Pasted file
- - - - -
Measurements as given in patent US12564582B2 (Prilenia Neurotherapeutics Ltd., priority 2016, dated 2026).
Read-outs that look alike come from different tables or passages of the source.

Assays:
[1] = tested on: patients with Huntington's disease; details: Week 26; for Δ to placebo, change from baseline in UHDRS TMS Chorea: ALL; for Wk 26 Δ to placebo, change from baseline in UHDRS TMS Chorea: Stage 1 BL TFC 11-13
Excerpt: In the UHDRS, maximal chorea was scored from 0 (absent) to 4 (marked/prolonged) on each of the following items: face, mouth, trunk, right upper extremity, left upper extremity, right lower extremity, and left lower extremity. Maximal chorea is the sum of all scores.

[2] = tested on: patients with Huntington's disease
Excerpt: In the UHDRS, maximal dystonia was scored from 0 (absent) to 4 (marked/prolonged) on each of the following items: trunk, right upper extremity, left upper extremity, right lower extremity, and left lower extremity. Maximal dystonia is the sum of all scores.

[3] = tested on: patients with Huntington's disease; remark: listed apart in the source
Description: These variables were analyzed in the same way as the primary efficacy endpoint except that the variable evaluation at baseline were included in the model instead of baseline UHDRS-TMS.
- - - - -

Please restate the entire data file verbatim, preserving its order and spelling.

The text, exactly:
Measurements as given in patent US12564582B2 (Prilenia Neurotherapeutics Ltd., priority 2016, dated 2026).
Read-outs that look alike come from different tables or passages of the source.

Assays:
[1] = tested on: patients with Huntington's disease; details: Week 26; for Δ to placebo, change from baseline in UHDRS TMS Chorea: ALL; for Wk 26 Δ to placebo, change from baseline in UHDRS TMS Chorea: Stage 1 BL TFC 11-13
Excerpt: In the UHDRS, maximal chorea was scored from 0 (absent) to 4 (marked/prolonged) on each of the following items: face, mouth, trunk, right upper extremity, left upper extremity, right lower extremity, and left lower extremity. Maximal chorea is the sum of all scores.

[2] = tested on: patients with Huntington's disease
Excerpt: In the UHDRS, maximal dystonia was scored from 0 (absent) to 4 (marked/prolonged) on each of the following items: trunk, right upper extremity, left upper extremity, right lower extremity, and left lower extremity. Maximal dystonia is the sum of all scores.

[3] = tested on: patients with Huntington's disease; remark: listed apart in the source
Description: These variables were analyzed in the same way as the primary efficacy endpoint except that the variable evaluation at baseline were included in the model instead of baseline UHDRS-TMS.